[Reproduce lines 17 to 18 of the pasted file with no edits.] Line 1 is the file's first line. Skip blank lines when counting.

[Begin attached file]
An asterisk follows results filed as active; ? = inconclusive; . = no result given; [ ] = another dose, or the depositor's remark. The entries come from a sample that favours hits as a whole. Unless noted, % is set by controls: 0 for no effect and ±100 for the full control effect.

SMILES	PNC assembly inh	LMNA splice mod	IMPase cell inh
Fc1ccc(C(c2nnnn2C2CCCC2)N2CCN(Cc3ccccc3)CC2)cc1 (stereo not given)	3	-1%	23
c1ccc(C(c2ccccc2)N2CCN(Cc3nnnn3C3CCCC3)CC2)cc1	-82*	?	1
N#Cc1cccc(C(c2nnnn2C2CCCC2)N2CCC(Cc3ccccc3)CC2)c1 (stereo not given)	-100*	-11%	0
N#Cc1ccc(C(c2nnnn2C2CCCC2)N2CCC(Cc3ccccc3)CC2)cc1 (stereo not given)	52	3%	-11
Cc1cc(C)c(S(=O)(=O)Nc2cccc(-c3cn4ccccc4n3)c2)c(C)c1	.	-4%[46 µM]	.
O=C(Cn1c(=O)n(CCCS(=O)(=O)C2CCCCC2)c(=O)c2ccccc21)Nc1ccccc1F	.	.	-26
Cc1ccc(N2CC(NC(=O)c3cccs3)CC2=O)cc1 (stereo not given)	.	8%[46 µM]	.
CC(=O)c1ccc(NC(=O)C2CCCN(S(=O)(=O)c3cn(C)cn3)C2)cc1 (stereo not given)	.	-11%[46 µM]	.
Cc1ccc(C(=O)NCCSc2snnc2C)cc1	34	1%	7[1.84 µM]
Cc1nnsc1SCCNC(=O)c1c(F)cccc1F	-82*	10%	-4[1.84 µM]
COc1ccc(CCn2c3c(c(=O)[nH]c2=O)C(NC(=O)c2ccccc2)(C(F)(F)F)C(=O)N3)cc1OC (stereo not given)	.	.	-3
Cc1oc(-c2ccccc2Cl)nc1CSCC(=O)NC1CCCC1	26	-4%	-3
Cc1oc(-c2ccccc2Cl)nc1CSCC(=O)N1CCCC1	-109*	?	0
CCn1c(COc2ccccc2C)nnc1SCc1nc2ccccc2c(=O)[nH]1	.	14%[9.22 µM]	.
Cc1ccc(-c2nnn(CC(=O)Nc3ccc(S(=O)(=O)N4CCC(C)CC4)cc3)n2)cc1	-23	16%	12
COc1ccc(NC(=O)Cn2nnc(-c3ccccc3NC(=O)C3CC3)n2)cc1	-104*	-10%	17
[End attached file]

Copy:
Cc1ccc(-c2nnn(CC(=O)Nc3ccc(S(=O)(=O)N4CCC(C)CC4)cc3)n2)cc1	-23	16%	12
COc1ccc(NC(=O)Cn2nnc(-c3ccccc3NC(=O)C3CC3)n2)cc1	-104*	-10%	17